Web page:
Use Your Credit Wisely:

Every person has a credit score which reflects the manner in which you handle your debt. Your score is based on how well you manage your finances and changes throughout your financial lifetime.  Things like paying your bills on time, paying more than the minimum amount, having a manageable line of credit, and your overall credit history are all factors to your credit score.  Most credit scores are ranges that tell banks and other financial institutions how fiscally responsible you are with your debt.  The categories are:

  • Bad Credit – below 500
  • Poor Credit – 501-600
  • Fair Credit – 601-660
  • Good Credit – 661-780
  • Excellent Credit – 781-850

Your credit score influences the terms of any loan that you may apply for. If you have bad or poor credit, many institutions will not even give you a loan because you appear to be fiscally irresponsible.  Banks may give you a much higher interest rate if you fall between fair and good because you are a higher risk borrower.  With just these few examples, you can clearly begin to see the importance of always being diligent with your debt management.

No one really ever has EVERYTHING that they want. Responsible people understand that sacrifices need to be made in order to build wealth throughout their lifetime.  You cannot have money saved AND spend every dime on consumable goods and services.  Eventually, your money will run out and your debt will be astronomical.  This is where a budget helps.  A budget allows you to clearly see what you spend your money on, whether those purchases are GOOD DEBT and how much money you have left over for “extras”.

Credit Guidelines:

It is important to understand some general guidelines for keeping your debt manageable. Even for items considered “GOOD DEBT”, keep some budgetary guidelines in mind to help you remain in good standing with your creditors.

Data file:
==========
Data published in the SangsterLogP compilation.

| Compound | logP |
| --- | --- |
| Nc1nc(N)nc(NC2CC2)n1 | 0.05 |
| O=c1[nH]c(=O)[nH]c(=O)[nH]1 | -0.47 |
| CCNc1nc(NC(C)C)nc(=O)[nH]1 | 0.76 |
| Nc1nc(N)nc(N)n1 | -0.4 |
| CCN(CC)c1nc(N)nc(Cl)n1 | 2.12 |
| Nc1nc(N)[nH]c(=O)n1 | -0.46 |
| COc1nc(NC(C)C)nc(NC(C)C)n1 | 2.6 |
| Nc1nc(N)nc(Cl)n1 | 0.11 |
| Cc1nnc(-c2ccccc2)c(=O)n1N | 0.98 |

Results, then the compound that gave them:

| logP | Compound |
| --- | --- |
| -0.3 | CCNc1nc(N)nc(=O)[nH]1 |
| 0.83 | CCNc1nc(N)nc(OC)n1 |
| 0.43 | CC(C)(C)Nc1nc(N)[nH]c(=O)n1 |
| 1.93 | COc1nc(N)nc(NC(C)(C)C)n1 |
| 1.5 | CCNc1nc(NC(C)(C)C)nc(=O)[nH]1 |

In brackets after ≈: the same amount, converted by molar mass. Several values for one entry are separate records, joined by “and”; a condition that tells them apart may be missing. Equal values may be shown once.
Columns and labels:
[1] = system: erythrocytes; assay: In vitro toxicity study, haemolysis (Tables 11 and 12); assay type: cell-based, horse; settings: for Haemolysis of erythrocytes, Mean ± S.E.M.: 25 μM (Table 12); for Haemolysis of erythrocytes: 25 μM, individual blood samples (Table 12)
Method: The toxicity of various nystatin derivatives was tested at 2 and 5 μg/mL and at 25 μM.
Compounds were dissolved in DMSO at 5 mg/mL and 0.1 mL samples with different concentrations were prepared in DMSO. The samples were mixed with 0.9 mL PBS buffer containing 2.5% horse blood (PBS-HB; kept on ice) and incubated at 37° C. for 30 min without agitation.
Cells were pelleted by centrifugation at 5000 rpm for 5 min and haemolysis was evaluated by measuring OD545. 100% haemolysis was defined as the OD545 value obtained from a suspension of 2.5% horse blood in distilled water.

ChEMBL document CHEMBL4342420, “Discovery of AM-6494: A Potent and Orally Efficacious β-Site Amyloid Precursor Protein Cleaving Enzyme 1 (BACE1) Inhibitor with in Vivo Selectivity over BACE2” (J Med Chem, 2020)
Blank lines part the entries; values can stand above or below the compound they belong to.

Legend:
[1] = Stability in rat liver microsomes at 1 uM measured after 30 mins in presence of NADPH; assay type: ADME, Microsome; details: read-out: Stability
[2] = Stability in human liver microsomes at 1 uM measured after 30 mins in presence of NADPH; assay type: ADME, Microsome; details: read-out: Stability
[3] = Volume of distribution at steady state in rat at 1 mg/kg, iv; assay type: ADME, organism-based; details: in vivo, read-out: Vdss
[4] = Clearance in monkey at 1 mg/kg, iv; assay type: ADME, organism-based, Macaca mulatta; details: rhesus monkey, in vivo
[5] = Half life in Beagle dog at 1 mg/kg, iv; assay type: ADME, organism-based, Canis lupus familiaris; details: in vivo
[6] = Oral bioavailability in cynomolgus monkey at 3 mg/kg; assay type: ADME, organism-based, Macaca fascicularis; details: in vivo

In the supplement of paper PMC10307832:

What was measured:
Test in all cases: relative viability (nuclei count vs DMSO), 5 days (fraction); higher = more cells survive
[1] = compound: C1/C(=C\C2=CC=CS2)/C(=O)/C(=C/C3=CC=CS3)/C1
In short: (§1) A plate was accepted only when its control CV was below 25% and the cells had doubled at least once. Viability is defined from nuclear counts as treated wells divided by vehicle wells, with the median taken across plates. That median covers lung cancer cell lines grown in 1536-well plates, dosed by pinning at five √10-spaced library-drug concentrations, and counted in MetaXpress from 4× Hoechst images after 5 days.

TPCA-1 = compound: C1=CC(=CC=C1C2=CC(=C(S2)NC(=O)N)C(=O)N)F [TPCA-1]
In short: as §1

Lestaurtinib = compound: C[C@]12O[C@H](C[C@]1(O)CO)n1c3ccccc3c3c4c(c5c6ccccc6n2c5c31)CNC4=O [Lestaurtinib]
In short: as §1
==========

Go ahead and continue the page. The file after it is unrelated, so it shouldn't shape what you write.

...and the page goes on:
For a home: You should not spend more than 30% of your income on housing.

For your education: Most student loans have very low interest rates and allow you to begin paying after graduation.  Look for scholarships or alternate school choices that may keep tuition costs lower.  Even with a lower interest rate, you should try to pay this off as quickly as possible.

For a car: Cars are rarely seen as a luxury item anymore.  Many people need their car to get to work and to be independent.  However, do not fall into the trap of purchasing more of a car than you can afford.  Car payments should not be more than 15% of your take-home pay.  Keep a new car loan under 5 years and a used car loan under 3.  Otherwise, you may have trouble paying for it.  Also, remember luxury cars usually cost more to insure.

 For credit card debt: As stated before, ideally credit card bills should be paid in full and on time in order to truly take advantage of an interest-free monthly loan.  But, if you must use credit cards for larger ticket items, (like vacations, appliances, furniture, or entertainment) pay it off in a year or less.  If you cannot, then do not charge for these items because you cannot afford them.  Be fiscally responsible and forego these luxuries now, but start to save for them later.



Keep in mind the importance of contributing for your retirement. Rollover IRA’s and company 401K plans are necessary in helping you grow your wealth for when you retire.  Always try to budget an amount to contribute to these plans (often times companies will match a certain percentage of your contributions – giving you essentially retirement investment money for FREE).